The Ghana Ports and Harbours Authority (GPHA) says no positive case of COVID-19 has been imported into Ghana through any of her sea ports.
Dr Vitus Victor Anaab-Bisi, General Manager of Health Services Department, GPHA, revealing this, attributed the feat to the rigorous measures put in place at sea ports by the Port Authority in collaboration with other partner stakeholders including the Port Health Unit of the Ghana Health Service.
Dr Anaab-Bisi indicated that GPHA did not wait for the World Health Organization (WHO) to declare COVID-19 a pandemic before it started its awareness programmes, adding that sensitization of port stakeholders commenced in January, two months before a positive case was recorded in Ghana.
He said to ensure Ghana’s ports were safe from the importation and spread of the coronavirus and to protect the port’s role as a major economic asset for the state, the GPHA invested money in preventive protocols.
“We had to spend to support Government and keep our staff, clients, and our business going. If we do not keep the ports safe, and the ports close down, Ghana will come to a halt,” he stated.
He said, the Management of GPHA despite its financial constraints, recognized the desperate times the country was in and therefore procured all the needed equipment to augment the health services’ capacity to ensure that the port’s clients, and operators within the port community were protected the coronavirus.
Some of the strategies he revealed, were the introduction of the mandatory health declaration forms that ensured that seafarers who use Ghana’s ports were remotely monitored.
“What we did was that we designed a quick COVID-19 declaration form for all vessels. We distributed them to all shipping lines, and all clearing agents, so before a vessel will call our ports, they have to fill by answering critical questions concerning COVID-19 and provide feedback by email”.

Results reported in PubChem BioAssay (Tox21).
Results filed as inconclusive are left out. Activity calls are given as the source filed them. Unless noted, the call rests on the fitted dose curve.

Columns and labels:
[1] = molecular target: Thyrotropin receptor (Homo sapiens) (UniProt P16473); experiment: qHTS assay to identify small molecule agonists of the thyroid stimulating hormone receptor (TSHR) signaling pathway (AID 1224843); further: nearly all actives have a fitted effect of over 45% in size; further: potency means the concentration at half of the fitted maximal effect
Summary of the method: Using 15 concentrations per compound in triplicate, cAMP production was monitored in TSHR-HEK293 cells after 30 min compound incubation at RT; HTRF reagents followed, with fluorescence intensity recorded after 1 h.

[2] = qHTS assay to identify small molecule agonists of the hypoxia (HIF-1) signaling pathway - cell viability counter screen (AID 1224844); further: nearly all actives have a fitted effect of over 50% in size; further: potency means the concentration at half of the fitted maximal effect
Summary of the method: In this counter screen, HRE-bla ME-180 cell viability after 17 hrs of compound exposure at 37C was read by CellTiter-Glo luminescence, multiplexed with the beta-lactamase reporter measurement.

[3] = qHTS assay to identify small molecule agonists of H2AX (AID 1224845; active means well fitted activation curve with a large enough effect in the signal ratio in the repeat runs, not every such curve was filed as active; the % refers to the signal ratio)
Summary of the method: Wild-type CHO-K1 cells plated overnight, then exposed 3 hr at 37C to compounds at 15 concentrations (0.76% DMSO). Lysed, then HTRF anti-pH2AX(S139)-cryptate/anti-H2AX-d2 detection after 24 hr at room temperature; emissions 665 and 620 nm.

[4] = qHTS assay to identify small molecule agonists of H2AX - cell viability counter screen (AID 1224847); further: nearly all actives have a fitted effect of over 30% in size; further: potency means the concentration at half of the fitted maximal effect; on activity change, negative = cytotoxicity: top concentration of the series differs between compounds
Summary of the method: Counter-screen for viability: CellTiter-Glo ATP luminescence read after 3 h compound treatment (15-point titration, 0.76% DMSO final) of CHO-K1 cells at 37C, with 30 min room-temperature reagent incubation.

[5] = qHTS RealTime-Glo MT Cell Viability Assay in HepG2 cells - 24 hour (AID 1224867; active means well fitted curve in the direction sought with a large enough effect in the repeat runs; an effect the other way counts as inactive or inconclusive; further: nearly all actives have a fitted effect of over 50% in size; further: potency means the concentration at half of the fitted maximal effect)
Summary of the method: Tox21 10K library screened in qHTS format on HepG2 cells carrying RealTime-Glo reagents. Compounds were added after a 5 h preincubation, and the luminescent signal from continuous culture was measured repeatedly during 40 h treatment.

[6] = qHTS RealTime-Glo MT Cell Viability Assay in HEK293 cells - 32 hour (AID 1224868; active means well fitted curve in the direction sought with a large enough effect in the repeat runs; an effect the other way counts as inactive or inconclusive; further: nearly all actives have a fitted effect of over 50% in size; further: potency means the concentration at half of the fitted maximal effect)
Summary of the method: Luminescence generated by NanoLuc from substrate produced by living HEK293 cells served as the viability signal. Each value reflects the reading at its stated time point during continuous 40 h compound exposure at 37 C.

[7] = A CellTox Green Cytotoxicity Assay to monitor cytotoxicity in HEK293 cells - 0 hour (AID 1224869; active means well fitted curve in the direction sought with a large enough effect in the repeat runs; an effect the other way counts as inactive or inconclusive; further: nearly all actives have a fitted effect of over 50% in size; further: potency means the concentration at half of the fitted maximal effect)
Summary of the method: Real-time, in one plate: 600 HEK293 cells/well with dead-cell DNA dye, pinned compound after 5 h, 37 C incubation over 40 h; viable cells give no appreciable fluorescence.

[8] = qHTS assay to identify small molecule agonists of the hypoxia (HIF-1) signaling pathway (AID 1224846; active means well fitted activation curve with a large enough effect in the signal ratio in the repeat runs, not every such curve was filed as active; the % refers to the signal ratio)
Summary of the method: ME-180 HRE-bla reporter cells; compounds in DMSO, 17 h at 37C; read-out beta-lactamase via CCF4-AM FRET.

Touching on the issue of mass testing of the general public, he said it was not advisable due to the financial implications it would have on an economy like Ghana.
“To do the mass testing with no justification, I do not advise it. There must be prudent use of resources. It is not sustainable, “he said, adding that mass testing especially in institutions may not be useful in stemming the spread of coronavirus.
Dr Anaab-Bisi explained that the virus was such that it could be transmitted anytime, any day therefore a person could test negative at a particular time and still contract the virus some minutes or days after.
He called for proper contact tracing and testing of persons who might have come into contact with positive cases instead of a blanket mass testing.
He also called for regular fumigation and disinfection of enclosed areas, as it was another reliable and cost-efficient method of reducing the spread of the coronavirus especially at the organisational level.
“Regular, periodic fumigation would help, with the appropriate chemicals that would last for long. When someone who is infected sneezes or coughs in that environment, the chemical will supress it and people will be at less risk. We advise that for enclosed facilities,” he said.